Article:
ABTA

Fighting for My Ability to Work

Natalie Richardson shares her brain tumor journey.


Tell us a little about yourself.

I live in Ponchatoula, Louisiana with my husband Shane. I have four sons (ages 20,18,13 and 11) and a 4-year old Yorkie named Vito. I have been a registered nurse for 13 years and was raised in South Louisiana, very close to where the Mississippi River and Gulf of Mexico meet.  I relocated to my current home town after Hurricane Katrina.

Please share a bit of information about your diagnosis and how your life has changed since.

I was working at the local hospital in the ICU department and, because of the working relationship required between physicians and ICU nurses, I was able to have a discussion with a neurologist about a headache I was unable to relieve with over-the-counter medicine. An official appointment was made for me to be seen by that neurologist/friend and we attempted to try to treat the headaches with migraine medication while I waited for a baseline MRI to be scheduled. I continued to work and had no significant neurological changes that would have caused alarm.

I completed my MRI in April of 2014 and was diagnosed with a Grade 3 Anaplastic Astrocytoma located mainly in my right temporal lobe.   I was then referred to MD Anderson Cancer Center in Houston, TX (a 6-hour drive from my home). After completing my initial visit with the neurosurgeon at MD Anderson, I was scheduled for a craniotomy on May 15, 2014. The surgery was successful – removing 90% of the tumor. I continued to live with family near MD Anderson to be able to complete proton radiation therapy. 

I have been fortunate to not require any further surgery or treatment since the completion of proton radiation on July 29, 2014 and have no physical deficits.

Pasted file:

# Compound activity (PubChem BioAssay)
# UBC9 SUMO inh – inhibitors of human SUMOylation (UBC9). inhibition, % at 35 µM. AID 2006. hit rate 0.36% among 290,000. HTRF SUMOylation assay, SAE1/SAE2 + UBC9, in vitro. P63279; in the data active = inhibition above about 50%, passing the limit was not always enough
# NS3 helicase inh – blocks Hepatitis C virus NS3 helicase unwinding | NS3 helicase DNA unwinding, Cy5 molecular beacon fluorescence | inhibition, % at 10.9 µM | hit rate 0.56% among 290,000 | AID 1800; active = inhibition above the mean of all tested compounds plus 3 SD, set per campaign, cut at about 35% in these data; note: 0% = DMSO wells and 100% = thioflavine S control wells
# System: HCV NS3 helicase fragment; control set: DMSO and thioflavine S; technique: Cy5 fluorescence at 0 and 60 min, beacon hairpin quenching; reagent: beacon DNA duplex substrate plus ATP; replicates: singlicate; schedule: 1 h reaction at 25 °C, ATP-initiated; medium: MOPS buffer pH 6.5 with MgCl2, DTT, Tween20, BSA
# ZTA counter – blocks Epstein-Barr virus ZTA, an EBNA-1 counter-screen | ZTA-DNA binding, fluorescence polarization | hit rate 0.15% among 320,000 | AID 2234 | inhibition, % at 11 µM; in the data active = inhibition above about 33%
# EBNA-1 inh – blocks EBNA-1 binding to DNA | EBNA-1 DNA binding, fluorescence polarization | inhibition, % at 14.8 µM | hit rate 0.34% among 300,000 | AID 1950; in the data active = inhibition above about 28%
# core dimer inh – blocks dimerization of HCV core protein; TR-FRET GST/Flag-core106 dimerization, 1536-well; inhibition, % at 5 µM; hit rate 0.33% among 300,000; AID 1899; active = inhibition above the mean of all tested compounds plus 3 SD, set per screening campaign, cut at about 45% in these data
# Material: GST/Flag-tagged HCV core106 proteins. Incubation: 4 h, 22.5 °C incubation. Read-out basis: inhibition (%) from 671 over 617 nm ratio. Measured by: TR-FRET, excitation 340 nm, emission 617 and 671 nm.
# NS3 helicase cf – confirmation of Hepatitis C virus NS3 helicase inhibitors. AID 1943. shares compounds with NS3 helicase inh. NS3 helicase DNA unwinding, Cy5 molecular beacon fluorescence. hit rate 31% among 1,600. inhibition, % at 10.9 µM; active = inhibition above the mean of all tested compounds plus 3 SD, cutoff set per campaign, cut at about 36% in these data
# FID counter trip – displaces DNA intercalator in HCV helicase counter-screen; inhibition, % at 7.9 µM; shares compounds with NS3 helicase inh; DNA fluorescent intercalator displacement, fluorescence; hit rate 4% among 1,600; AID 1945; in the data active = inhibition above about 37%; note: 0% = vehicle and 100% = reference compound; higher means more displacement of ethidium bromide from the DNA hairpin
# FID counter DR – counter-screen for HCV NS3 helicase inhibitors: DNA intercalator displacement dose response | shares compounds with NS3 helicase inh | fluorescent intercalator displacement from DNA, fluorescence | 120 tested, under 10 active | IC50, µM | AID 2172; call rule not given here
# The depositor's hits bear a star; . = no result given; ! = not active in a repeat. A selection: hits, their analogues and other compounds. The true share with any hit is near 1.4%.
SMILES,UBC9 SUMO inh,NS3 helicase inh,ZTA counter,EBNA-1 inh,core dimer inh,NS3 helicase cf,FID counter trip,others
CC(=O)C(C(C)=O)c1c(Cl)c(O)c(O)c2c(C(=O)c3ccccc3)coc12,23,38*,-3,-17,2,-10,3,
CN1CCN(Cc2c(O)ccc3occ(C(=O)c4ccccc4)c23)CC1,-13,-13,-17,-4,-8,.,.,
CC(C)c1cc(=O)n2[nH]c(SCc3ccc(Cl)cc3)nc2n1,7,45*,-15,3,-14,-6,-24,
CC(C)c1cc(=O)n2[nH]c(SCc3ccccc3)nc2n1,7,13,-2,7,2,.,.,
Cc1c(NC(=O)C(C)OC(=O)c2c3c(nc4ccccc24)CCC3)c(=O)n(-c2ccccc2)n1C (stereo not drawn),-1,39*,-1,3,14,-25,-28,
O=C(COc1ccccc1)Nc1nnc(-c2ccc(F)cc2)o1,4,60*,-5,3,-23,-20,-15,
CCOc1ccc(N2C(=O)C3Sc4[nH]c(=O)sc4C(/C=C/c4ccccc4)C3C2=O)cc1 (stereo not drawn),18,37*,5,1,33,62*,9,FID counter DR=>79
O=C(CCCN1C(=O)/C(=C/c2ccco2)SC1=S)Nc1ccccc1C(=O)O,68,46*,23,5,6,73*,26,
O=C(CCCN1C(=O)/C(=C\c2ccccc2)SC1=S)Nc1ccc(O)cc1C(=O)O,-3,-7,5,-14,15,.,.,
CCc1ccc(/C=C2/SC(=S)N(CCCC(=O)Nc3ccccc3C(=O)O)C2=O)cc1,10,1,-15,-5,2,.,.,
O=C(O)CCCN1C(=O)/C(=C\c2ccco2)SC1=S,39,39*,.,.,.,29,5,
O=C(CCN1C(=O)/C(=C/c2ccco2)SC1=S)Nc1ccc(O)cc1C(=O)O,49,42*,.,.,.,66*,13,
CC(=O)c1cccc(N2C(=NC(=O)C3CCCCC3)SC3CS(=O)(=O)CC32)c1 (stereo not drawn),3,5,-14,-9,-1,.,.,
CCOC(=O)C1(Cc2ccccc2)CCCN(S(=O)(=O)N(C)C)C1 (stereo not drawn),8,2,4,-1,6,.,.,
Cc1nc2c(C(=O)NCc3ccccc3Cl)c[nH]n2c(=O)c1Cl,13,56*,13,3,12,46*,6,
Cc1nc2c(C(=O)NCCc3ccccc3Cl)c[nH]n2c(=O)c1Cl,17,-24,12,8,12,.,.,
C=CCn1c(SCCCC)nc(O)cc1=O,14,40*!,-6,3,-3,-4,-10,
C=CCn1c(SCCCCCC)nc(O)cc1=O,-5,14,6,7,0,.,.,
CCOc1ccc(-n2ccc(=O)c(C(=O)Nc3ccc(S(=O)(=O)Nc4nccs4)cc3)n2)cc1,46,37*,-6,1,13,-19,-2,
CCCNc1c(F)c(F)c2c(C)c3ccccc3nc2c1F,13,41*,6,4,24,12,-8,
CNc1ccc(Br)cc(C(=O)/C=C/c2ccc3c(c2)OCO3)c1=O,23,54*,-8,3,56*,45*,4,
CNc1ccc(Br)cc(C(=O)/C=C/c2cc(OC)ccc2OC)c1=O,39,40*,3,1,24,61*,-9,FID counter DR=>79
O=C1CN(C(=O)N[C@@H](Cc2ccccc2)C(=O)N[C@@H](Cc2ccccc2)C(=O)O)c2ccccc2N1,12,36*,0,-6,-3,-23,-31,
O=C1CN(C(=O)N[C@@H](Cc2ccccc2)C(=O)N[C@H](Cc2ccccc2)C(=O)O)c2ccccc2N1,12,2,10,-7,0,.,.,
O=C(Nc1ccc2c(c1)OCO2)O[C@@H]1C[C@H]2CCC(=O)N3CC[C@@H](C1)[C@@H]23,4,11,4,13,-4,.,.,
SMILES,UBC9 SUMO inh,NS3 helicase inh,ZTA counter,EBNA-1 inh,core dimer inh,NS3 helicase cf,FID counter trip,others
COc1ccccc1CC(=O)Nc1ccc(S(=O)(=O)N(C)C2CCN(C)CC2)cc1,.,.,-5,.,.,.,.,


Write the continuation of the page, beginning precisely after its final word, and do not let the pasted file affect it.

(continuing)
I do not like to complain or compare who I was before I had brain cancer to who I am now, but I have changed in ways that are hard to explain to others.

I appreciate each beautiful sunset or time spent with family much more and I have a new view on my career as a nurse now that I have been a patient.

Several roadblocks have occurred with employers even though my will and ability to continue working are the same as they were prior to having brain cancer. Employers do not seem to be eager to hire or retain me as an employee long. I was initially frightened of that but have now discovered that all cancer survivors who are able and willing to work are protected by the Equal Employment Opportunity Commission, with which I currently have an open case fighting for my ability to work.

Why do you think it’s important for people to donate to organizations like the American Brain Tumor Association?

A brain cancer diagnosis is an often fatal one and more research is needed to understand why it occurs and how to prevent it from reoccurring in patients that have beat it. Reoccurrence rates for brain tumors are far too high and, from my personal experience, nobody wants to hear “There is a 99-100% chance of it coming back” after enduring and surviving brain cancer once.


In our 45 years, the most dramatic advances are being made now.
Let’s put our brains together to stop brain tumors once and for all. Your donation makes a difference.

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